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ESSAY BARTLE BULL
There was never a civil war in Iraq: no battle lines or uniforms, no secession, no attempt to seize power, no parallel governments, not even any public leaders
happened in Fallujah and Ramadi: when those cities ran out ofcontrol, America doubled up. In November 2004, the marines surrounded Fallujah, killed every insurgent (and plenty ofcivilians), started rebuilding the place and left an effective security cordon around it. Ramadi, on a smaller scale, was next. Now the insurgency has decamped to other provinces, where it does not want to be. Beating them there will be even easier, as is proving to be the case in Diyala. The Sunni insurgents have recognised that there is little point fighting a strong and increasingly skilled enemy—the US—that is on the right side of Iraq’s historical destiny and which—unlike the British in Basra—responds to setbacks by trying harder. (That is essentially the Petraeus doctrine: more resources more intelligently applied further forward.) There is even less point doing so when you are a discredited minority, as the Sunnis are after 35 years ofBaathism followed by their disastrous insurgency, and the enemy is in fact your main guarantor ofa fair place at the national table. Iraq’s Sunnis would not be needing the help ofthe US today had the Sunni leadership not made a historic miscalculation back in 2004. Saddam, a rational man, made an understandable but fatal misjudgement about the people he was up against, and paid for it with his throne and his neck. His Sunni supporters did not learn from this. Thinking they were dealing with the post-Vietnam America of Carter, Reagan and Clinton, they took up arms to prevent the Americans from delivering on their promise of an Iraq that could freely choose its leaders. The habit of centuries of overlordship also fed the Sunni miscalculation: to them, Shia control was unthinkable and so the insurgency was sure to succeed. By the second halfof2004, the insurgency had had six months to show what it was capable of, and it became clear that its goal could not be the military defeat ofthe Americans. The Sunnis were now fighting not for a military victory but a political one, to win in the US congress and the newsrooms ofCNN and the New York Times the war they could not win in the alleys and date palm groves ofMesopotamia. With regard to violence against their fellow Iraqis, the Sunni strategy revealed itself quickly to be an effort to provoke the Shias into full-fledged communal violence and civil war. Such a conflagra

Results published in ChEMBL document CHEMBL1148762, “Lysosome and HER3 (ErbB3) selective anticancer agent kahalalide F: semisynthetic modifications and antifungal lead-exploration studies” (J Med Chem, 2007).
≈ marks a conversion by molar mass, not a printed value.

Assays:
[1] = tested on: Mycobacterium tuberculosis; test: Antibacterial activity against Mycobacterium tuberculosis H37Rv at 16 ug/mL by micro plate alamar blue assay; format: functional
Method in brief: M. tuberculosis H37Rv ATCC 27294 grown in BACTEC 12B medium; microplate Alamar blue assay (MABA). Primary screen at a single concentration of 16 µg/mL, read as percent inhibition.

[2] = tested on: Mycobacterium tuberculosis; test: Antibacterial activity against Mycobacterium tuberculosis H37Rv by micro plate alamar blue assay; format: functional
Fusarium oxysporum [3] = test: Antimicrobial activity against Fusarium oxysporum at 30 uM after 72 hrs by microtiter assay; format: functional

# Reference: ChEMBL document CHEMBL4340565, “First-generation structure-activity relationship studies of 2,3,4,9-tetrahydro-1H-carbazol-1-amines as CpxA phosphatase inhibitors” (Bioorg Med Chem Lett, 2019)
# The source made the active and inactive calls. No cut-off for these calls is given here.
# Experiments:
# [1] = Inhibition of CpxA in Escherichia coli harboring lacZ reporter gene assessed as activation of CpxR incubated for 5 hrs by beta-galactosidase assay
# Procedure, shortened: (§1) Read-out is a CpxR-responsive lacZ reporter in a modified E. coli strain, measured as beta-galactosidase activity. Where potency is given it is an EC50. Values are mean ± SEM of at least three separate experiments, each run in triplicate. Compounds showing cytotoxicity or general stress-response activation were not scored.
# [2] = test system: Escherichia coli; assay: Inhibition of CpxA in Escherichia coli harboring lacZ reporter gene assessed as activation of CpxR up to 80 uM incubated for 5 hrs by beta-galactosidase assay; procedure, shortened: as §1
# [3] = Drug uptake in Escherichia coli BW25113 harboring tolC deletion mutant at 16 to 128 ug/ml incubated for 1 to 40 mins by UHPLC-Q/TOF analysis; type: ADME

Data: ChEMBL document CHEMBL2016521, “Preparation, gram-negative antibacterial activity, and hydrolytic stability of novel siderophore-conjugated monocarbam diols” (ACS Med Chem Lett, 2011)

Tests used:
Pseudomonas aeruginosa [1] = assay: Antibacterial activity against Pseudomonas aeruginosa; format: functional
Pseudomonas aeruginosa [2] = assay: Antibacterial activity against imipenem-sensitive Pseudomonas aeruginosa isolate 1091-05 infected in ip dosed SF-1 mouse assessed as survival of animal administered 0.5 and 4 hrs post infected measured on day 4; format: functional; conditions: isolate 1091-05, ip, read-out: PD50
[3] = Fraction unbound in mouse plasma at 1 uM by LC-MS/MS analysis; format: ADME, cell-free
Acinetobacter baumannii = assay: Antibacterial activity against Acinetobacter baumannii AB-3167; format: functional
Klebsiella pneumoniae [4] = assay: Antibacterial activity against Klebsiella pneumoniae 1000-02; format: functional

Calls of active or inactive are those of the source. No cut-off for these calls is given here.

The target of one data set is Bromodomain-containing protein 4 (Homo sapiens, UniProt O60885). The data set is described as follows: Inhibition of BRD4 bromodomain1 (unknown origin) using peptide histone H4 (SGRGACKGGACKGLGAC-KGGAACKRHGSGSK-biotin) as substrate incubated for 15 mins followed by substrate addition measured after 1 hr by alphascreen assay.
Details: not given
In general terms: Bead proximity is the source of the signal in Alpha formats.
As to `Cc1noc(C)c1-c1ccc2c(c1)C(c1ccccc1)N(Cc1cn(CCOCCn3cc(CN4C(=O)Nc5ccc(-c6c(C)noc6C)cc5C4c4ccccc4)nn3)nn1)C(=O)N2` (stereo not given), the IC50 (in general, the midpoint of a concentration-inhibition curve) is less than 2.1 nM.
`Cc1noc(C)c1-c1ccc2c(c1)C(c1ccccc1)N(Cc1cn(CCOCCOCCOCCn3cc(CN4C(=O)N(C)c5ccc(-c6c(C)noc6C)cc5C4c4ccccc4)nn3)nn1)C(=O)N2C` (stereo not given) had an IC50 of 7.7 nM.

tion would be so hot that even Bush’s Americans would run for home. The key moment in this strategy was the bombing ofthe Shia mosque in Samarra. Until then, the Shias had shown great restraint at the stream ofSunni provocations. Shia cells targeted Wahhabis and Baathists, but mostly left the Sunni populace alone. Under the steadying influence of Grand Ayatollah Ali al-Sistani, their religious leader, the Shias endured mass slaughters in markets, buses and schools throughout 2004, 2005 and early 2006 without large-scale retaliation. As the main beneficiaries from the new Iraq, the Shias could only lose from a prolonged civil war. The Samarra bombing seemed briefly to be the final straw. The Shia death squads, most associated with the young cleric Muqtada al-Sadr and his Mahdi army, long chafing under Sistani’s restraining hand, were let slip. Neighbourhood cleansing began in much of Baghdad and went on for a year until Petraeus’s surge began in February. It continues in many places where his troops are not present. The world held its breath after Samarra: here, we thought, comes the cataclysm, the civil war that many had feared and that others had sought for three years. But it never happened. The Shia backlash in parts of Baghdad was vicious, and the Sunnis were more or less kicked out ofmuch ofthe city. But over 18 months later, it is clear that the Shias were too sensible to go all the way. It was never a civil war: no battle lines or uniforms, no secession, no attempt to seize power or impose constitutional change, no parallel governments, not even any public leaders or aims. The Sunnis rolled the dice, launched the battle of Baghdad and lost. Now they are begging for an accommodation with Shia Iraq. What is the evidence for this? This summer, Maliki’s office reached out to Baathist ex-soldiers and officers and received 48,600 requests for jobs in uniform; he made room for 5,000 ofthem, found civil service jobs for another 7,000, and put the rest of them on a full pension. Meanwhile leading Baathists have told Time magazine they want to be in the government; the 1920 Revolution Brigade—a Sunni insurgent group—is reportedly patrolling the streets ofDiyala with the 3rd infantry division, and the Sunni Islamic Army in Iraq is telling al Jazeera it may negotiate with the Americans. The anecdotes coming out of Baghdad confirm the trend. The drawing rooms ofthe capital’s dealmakers are full of Baathists, cap in hand. They are terrified ofthe Shia death squads and want to share in the pie when the oil starts flowing. Both Izzat al-Douri, the more prestigious of the two main Baathist leaders, and Mohamed Younis al Ahmed, the more lethal, have been reaching out from neighbouring countries to negotiate an accommodation. Since the summer, the